Anne Dingus, a former senior editor for Texas Monthly was born in Pampa in 1953 and is a freelance writer living in Austin.
Two Dallas steakhouses are accusing each other of libel, slander, and phony advertising. It should be a juicy case.
With eight books in print, David Lindsey has established his own gory niche in the world of mystery writers.
It’s not just another roadside attraction—here’s to a lasting monument of Texas kitsch.
Fifty years after the bloody battle of Peleliu, Tom Lea’s paintings still prove war is hell.
From one stain, Dusty Hesskew can solve a murder. That’s why he is Texas’ top blood detective.
This past year, Texas writers chased tornadoes, delved into devil worship, and pondered the etiquette of breast-feeding.
Come hell or high water, you’ll want to read our compilation of down-home aphorisms.
High-tech meets down-home in Texas’ latest ranching trend: a video auction of emus, elk, and other exotic animals.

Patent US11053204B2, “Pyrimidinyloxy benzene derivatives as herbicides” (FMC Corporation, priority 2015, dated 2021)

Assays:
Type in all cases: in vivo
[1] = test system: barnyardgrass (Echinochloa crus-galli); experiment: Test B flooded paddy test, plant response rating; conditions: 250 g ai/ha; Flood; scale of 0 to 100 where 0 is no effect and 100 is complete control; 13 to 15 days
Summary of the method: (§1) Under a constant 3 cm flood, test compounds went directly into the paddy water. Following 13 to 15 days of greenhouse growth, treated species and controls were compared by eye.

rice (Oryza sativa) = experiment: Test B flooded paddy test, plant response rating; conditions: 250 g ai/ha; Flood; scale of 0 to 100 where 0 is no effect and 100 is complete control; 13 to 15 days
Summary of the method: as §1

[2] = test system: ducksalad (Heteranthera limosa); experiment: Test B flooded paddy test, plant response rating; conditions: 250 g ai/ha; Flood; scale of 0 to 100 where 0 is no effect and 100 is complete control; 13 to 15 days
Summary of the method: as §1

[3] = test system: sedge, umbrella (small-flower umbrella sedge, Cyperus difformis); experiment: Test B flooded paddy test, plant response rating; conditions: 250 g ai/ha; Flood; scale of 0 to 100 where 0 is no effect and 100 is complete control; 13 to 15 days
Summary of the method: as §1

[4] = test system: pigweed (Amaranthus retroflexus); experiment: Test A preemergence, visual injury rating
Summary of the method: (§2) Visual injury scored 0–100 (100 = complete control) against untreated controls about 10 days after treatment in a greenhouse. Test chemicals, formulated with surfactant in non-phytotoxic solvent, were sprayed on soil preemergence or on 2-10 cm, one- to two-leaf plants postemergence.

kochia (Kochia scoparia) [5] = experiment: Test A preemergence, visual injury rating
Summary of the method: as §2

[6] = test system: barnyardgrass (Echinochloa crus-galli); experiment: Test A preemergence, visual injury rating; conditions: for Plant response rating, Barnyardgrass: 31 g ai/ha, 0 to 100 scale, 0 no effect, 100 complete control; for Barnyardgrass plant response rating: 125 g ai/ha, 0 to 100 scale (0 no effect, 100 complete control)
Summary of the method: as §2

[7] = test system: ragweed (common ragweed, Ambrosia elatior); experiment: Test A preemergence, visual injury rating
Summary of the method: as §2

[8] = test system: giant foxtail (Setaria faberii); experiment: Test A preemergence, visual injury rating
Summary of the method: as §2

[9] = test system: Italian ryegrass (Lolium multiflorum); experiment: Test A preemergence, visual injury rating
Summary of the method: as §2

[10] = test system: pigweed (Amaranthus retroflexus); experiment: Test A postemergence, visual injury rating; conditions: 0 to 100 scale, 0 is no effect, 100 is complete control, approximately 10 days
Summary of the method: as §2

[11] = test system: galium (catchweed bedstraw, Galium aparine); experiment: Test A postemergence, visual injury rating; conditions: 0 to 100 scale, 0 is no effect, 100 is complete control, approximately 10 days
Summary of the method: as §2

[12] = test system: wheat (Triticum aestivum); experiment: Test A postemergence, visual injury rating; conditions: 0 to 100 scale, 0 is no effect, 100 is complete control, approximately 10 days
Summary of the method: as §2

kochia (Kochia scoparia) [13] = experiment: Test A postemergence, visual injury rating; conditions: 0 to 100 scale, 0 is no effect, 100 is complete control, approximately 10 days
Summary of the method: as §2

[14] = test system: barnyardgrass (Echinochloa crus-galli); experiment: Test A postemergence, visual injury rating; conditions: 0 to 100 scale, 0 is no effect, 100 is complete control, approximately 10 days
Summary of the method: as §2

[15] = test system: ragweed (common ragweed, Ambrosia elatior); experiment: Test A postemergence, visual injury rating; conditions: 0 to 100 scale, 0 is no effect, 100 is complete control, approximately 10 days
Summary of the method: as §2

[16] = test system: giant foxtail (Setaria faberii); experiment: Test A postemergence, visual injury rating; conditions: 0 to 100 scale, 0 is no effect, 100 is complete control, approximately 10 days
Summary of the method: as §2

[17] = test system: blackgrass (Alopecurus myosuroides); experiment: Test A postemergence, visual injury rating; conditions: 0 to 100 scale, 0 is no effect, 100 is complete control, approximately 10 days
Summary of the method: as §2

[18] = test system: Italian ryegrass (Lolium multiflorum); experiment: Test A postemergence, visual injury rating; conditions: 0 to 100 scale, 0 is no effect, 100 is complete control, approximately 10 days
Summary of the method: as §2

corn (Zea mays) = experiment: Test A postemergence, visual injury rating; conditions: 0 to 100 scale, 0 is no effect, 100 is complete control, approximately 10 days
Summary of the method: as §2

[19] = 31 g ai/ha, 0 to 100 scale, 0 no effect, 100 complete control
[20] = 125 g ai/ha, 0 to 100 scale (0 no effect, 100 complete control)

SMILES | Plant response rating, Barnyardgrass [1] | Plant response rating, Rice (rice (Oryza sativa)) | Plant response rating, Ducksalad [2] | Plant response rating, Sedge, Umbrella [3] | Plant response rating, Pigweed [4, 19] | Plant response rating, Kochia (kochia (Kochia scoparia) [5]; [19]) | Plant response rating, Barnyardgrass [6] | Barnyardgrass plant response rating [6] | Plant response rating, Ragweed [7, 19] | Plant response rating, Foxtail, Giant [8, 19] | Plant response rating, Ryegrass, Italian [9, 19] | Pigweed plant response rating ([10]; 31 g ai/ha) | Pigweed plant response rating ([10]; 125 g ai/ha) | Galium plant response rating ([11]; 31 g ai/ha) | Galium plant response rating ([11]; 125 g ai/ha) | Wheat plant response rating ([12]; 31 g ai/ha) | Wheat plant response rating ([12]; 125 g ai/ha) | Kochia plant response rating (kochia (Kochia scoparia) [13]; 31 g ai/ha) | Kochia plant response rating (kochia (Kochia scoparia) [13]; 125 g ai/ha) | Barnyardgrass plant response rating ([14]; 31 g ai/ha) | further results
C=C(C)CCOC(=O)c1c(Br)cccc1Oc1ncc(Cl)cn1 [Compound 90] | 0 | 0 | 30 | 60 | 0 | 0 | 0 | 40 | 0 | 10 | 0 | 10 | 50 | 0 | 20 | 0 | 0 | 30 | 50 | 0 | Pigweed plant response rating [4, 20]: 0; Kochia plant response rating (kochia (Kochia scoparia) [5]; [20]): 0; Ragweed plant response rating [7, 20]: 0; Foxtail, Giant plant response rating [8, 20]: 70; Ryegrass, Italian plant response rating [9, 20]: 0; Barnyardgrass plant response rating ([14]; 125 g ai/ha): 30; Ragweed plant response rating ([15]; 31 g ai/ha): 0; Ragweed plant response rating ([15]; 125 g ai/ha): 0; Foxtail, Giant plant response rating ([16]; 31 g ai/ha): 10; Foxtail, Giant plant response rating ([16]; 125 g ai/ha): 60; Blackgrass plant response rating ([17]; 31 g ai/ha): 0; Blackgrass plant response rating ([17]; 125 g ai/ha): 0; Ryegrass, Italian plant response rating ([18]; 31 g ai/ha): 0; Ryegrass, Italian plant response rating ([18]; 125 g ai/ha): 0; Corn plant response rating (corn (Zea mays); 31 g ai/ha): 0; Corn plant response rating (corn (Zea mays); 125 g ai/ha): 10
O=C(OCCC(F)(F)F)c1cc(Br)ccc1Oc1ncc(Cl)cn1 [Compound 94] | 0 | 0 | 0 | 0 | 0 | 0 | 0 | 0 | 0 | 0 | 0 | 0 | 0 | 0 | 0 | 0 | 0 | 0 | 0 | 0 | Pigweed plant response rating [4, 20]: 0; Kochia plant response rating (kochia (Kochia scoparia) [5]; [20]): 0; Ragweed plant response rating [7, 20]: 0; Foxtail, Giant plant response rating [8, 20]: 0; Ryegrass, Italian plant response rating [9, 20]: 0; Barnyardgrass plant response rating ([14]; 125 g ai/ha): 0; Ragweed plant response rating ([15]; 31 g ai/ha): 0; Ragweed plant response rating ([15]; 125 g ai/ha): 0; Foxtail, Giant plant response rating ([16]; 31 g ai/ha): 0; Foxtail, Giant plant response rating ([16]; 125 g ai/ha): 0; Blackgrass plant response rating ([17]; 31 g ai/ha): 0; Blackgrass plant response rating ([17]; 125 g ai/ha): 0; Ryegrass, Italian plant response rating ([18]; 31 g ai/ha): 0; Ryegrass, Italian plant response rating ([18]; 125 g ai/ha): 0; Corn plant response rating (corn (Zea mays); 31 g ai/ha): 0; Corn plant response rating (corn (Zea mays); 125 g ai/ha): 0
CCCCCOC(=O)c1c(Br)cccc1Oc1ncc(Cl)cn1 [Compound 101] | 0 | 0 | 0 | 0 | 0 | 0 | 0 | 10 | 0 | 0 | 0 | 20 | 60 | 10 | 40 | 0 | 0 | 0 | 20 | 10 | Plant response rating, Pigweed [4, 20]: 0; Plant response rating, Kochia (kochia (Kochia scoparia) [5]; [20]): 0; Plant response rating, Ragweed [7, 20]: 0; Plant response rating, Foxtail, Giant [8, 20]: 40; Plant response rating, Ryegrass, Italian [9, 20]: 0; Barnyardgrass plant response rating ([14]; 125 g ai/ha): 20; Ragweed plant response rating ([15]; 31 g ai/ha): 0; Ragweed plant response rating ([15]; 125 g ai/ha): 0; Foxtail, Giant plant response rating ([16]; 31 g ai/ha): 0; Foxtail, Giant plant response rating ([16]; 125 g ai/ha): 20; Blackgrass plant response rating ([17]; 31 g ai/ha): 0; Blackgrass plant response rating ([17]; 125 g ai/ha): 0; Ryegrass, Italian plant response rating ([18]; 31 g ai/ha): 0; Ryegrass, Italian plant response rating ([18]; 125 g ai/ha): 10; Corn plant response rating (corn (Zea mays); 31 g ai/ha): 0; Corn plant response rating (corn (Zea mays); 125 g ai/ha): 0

As a curator and in his own work as a painter, Jerry Bywaters left a lasting legacy of Texas art.
Led by an owner of a roofing company, a group of novice sleuths solves gruesome crimes in San Antonio. It sounds like a TV show—and it may soon be one.
From “Lone State Doom” to “Land of Violent Men,” a look back at Texas’ classic pulp fiction.
With The Liar’s Club, a dark and lyrical memoir, a stiking new voice emerges from the oil patch.
Mary Willis Walker’s mysteries aren’t exactly original, but she crafts real moments of tension. That’s why they sell so well and win so many awards.